Valley and depend on river for fresh water.
 •         <!--[endif]-->Nile water is life or death issue for Egypt.
 •         <!--[endif]-->Nile is also crucial for Sudan.
 •         <!--[endif]-->86 percent of water reaching Aswan
comes from Ethiopia.
 •         <!--[endif]-->14 percent arrives via White Nile from
Uganda and southern riparian states.
 
Riparian State Basic Statistics:

   Pop. Pop. Average                   Gross 
Millions Growth Annual National
2003 Rate % growth Income
1995-mr GDP Per capita
1995-mr $ 2003
Egypt 68 1.9 4.9 1390
Sudan 34 2.3 6.2  460
Ethiopia 69 2.5 4.5     90
Uganda 25 2.8 6.3  250
Congo 53 2.2   -2.4   100
Kenya 32 2.3 1.7  400
Tanzania 36 2.5 4.8  310
Rwanda   8 5.4 9.9  190
Burundi   7 2.0 0.0     90
Eritrea   4 2.7 1.6  190
Africa 850 2.4 3.7   636   

                                   legal Situation:

•         <!--[endif]-->Historically, Egypt and Sudan determined Nile water allocations.
•         <!--[endif]-->1929 agreement between Egypt and UK gave Egypt 48 billion
cubic meters annually and Sudan 4 billion cubic meters.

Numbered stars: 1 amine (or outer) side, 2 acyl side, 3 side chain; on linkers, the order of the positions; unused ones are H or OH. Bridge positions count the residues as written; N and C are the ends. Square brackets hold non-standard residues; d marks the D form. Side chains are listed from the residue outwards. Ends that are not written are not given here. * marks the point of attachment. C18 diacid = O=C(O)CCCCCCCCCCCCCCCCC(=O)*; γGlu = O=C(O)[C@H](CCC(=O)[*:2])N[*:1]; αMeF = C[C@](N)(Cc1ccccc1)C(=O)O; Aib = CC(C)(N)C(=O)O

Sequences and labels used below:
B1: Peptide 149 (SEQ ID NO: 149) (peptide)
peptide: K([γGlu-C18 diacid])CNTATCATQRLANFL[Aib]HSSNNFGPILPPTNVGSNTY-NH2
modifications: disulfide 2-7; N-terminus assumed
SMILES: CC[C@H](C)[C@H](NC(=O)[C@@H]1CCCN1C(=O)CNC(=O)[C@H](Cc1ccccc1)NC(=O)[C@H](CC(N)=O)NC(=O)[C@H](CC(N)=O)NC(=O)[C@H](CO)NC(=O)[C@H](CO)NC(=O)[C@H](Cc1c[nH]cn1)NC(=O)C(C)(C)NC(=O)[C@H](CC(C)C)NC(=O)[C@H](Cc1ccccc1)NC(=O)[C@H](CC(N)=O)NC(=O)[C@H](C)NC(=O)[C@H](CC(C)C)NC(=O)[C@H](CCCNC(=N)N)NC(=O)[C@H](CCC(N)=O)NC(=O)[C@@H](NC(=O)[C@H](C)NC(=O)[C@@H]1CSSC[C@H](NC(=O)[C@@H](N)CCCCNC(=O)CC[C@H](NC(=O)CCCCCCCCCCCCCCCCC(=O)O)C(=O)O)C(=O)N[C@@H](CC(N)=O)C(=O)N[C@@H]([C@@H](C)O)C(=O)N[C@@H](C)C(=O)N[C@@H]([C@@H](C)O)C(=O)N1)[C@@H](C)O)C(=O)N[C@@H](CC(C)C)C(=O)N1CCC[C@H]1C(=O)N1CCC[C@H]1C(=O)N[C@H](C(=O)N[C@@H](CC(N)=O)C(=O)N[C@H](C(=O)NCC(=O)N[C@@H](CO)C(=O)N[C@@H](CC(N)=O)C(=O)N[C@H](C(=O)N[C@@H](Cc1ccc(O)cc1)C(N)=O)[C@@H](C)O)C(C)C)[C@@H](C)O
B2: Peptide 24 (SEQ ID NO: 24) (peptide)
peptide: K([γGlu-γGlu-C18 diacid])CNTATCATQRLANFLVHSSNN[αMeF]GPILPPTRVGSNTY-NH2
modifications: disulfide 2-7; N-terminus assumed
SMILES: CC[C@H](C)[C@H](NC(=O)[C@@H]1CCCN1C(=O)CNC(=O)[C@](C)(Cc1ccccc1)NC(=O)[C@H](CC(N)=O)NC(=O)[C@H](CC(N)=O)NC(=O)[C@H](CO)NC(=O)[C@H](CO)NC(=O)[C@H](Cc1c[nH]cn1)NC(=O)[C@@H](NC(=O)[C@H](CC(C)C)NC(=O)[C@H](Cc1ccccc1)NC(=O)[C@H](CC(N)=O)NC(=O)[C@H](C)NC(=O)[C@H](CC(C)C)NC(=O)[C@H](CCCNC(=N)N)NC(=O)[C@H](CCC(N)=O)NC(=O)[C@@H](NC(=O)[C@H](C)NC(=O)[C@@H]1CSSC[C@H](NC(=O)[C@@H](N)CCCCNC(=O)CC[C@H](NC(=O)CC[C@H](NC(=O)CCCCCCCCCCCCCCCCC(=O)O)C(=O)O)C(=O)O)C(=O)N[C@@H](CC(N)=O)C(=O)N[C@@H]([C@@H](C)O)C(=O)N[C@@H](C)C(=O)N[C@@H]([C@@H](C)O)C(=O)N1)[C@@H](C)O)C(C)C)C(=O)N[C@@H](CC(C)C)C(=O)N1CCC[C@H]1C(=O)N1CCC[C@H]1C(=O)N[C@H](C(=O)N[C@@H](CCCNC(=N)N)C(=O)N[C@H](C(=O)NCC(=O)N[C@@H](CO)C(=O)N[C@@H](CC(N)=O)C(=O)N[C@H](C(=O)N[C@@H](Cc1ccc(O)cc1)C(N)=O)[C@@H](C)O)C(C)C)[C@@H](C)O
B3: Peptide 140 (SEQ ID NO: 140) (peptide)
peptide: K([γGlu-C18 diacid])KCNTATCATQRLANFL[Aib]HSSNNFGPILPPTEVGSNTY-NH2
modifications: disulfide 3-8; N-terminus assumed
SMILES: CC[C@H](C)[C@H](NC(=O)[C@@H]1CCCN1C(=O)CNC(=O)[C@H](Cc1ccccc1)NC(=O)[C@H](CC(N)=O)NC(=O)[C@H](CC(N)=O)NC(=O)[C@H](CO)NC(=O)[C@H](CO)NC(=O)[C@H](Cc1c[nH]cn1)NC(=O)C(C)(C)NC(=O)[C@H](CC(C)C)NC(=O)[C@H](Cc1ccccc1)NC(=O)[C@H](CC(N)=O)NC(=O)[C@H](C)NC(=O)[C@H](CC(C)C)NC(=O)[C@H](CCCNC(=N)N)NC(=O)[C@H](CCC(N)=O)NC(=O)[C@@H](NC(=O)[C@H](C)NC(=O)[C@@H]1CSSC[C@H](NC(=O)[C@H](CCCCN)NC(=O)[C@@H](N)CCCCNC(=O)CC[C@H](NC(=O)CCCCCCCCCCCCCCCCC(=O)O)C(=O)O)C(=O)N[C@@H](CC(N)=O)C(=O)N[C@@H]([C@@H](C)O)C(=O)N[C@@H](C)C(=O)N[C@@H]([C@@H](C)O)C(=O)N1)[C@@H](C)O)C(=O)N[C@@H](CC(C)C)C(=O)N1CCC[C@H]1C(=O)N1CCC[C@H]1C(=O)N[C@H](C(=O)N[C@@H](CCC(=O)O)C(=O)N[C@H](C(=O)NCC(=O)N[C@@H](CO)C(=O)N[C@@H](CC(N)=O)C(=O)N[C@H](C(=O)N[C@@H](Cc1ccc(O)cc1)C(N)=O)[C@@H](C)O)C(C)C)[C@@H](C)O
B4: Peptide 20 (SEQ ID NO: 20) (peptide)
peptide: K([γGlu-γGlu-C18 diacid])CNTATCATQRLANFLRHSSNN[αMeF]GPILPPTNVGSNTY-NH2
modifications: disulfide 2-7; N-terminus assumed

•         <!--[endif]-->1959 agreement between Egypt and Sudan allocated 55.5 billion
cubic meters (three quarters) to Egypt and 18.5 billion cubic
meters (one-quarter) to Sudan.
•         <!--[endif]-->Agreement assumed 10 billion cubic meters would evaporate
from Lake Nasser. 
•         <!--[endif]-->Treaties resulted in virtual Egyptian and Sudanese monopoly
 of Nile water.
•         <!--[endif]-->No other riparian signed 1929 and 1959 agreements.
•         <!--[endif]-->Inherent incompatibility between “equitable share” arguments of
upstream riparians and “historic needs, established rights, and no significant harm” arguments of downstream countries.

Irrigated Agriculture in Basin:

•         <!--[endif]-->Irrigation dominates agriculture in climatically dry
Egypt and northern Sudan.
•         <!--[endif]-->Egypt has begun Northern Sinai irrigation project that
includes Salaam Canal under Suez Canal and eventually
will use additional 4.4 billion cubic meters of water.